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Breastfeeding Awareness Month being observed in county

August 4, 2010
By MARY ANN GREIER, Staff Writer

LISBON - A group proactive about breastfeeding is encouraging mothers to nurse their babies longer and for local hospitals to adopt more of the 10 steps to successful breastfeeding.

Kelly Rambo, breastfeeding coordinator for the Women, Infants and Children Program in Columbiana County, explained those two goals will be the focus of their celebration of Breastfeeding Awareness Month, which kicked off Sunday.

Today from 11 a.m. to noon, WIC will host pregnant and breastfeeding mothers during an open house at their office in Lisbon with muffins, fruit, tea and lessons about local resources and breastfeeding. Representatives of the Help Me Grow program, La Leche League, Head Start and county Health Department child safety seat program will attend.

"We want to provide some information," Rambo said.

On Aug. 20, WIC will host a meeting at the Taste of Country Restaurant in Lisbon for representatives of Salem Community Hospital, East Liverpool City Hospital, Help Me Grow and the La Leche League in an effort to improve breastfeeding support and education in the area.

A certified lactation counselor and nutrition associate, Rambo said they want to help serve mothers the best way they can. She noted the benefits of breastfeeding for children include a reduced risk of obesity, diabetes and cancer, a reduced risk of allergies and an increased possibility of better brain development.

Fact Box

Ten Steps to Successful Breastfeeding

- written breastfeeding policy in place

- health care staff trained to implement policy

- pregnant mothers informed about benefits and management of breastfeeding

- mothers helped to initiate breastfeeding within half hour of baby's birth

- mothers shown how to breastfeed and maintain lactation even if separated from baby

- newborn babies given no food or drink other than breastmilk unless medically indicated

- babies stay in same room as mother

- breastfeeding on demand encouraged

- no pacifiers given to breastfeeding babies

- mothers referred to breastfeeding support groups upon release from hospital

(Source: World Health Organization)

"Our problem in this county is keeping our moms nursing longer," she said.

According to the American Academy of Pediatrics, children should be breastfed exclusively for the first six months of their lives, she said. The breastfeeding should continue for up to a year, with food introduced after the first six months.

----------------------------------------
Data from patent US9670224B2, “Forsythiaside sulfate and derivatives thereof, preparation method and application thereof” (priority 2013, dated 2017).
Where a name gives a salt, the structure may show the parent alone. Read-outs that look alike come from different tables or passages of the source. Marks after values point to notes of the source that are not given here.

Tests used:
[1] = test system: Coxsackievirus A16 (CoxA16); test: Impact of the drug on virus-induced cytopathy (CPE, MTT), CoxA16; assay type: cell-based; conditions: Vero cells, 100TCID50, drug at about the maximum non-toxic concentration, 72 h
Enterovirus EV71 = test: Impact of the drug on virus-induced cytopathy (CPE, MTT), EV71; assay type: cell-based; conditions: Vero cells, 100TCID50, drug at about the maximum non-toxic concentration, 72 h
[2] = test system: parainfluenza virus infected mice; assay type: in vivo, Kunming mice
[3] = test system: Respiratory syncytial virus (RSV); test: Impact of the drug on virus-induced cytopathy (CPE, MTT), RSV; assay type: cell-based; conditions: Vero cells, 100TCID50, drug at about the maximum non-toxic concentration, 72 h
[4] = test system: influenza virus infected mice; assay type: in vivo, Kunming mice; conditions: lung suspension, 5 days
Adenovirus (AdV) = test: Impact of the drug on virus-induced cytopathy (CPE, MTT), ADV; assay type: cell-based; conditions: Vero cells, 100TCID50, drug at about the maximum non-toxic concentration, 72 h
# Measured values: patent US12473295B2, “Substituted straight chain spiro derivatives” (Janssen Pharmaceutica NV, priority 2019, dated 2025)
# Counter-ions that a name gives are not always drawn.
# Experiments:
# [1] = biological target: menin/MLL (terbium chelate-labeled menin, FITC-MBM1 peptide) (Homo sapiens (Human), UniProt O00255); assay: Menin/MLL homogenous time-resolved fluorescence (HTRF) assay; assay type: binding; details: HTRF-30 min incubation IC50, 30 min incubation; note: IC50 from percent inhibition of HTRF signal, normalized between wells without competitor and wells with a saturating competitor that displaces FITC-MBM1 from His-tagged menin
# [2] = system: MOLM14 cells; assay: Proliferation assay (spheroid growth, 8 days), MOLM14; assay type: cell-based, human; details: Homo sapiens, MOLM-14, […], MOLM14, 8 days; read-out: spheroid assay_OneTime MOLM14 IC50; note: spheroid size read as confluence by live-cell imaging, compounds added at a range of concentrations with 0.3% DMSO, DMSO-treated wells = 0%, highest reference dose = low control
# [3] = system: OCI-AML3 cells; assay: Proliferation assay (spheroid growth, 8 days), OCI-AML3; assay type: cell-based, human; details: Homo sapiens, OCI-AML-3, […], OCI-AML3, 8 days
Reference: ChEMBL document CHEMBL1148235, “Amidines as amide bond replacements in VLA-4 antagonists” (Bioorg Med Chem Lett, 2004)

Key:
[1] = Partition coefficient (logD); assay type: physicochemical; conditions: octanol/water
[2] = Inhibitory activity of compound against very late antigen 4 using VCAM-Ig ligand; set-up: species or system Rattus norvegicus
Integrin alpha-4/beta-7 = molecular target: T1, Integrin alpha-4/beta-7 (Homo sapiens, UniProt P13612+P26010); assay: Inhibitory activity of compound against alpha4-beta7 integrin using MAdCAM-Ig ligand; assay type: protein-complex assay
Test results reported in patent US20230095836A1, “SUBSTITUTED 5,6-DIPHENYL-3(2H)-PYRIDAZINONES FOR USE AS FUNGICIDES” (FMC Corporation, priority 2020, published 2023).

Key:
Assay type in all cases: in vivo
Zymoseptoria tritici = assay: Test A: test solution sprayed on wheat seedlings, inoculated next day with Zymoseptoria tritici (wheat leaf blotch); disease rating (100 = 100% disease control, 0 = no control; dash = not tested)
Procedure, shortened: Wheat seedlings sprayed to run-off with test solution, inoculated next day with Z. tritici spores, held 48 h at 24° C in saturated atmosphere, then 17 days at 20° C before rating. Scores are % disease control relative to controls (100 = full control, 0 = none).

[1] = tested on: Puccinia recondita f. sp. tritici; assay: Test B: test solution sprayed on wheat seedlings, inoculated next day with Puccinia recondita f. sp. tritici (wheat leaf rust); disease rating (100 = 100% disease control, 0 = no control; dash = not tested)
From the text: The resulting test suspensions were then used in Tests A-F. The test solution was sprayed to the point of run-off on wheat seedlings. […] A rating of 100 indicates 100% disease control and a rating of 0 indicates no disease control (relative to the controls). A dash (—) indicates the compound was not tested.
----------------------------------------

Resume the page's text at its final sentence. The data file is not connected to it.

A 2009 Pediatric Nutrition Surveillance showed that the number of breastfed babies in Columbiana County dropped significantly after six months. The percentage of babies ever breastfed was 53.8 percent, but the percentage of babies breastfed at least six months was 15.9 percent, then fell to 9.2 percent for the percentage of babies breastfed 12 months.

According to the Center for Public Health Statistics, 2009 Ohio birth indicators by hospital showed 670 births at Salem Community Hospital and 56.4 percent of those babies breastfed at discharge. For East Liverpool City Hospital, the number was 225 births with 34.8 percent breastfed at discharge.

The theme for Breastfeeding Awareness Month this year is "Breastfeeding - Just 10 Steps! The Baby-Friendly Way."

There are currently just three hospitals in Ohio that are certified Baby-Friendly Hospitals, but Rambo said some other hospitals are going through the certification process, which she described as strict. The protocol to reach certification has a number of requirements along with adopting all 10 steps to successful breastfeeding.

The three hospitals with the designation include Mercy Hospital Anderson in Cincinnati, Mercy Hospital Fairfield in Fairfield and Southview Hospital in Dayton.

In a press release, Salem Community Hospital and East Liverpool City Hospital were both thanked for their support to breastfeeding moms and WIC participants.

The most important of the five steps to adopt, if all 10 can't be attained, include: breastfeeding infants in the first hour after birth, keeping infants in the same room as mom, feeding only breast milk with no supplements, not using pacifiers and providing moms with a telephone number to call for help with breastfeeding.

Ohio Department of Health Director Alvin Jackson, M.D. said in a press release that if only one step can be instituted, it should be skin-to-skin holding by the mother for up to an hour after birth as a means to increase bonding and create a natural setting for baby-led breastfeeding.

"Ultimately, our whole society benefits from having healthier mothers, babies and children when breastfeeding is promoted, protected and supported," WIC Director Nancy Dailey said in the press release.

For more information about breastfeeding, call the WIC office at 330-424-7293.

Mary Ann Greier can be reached at



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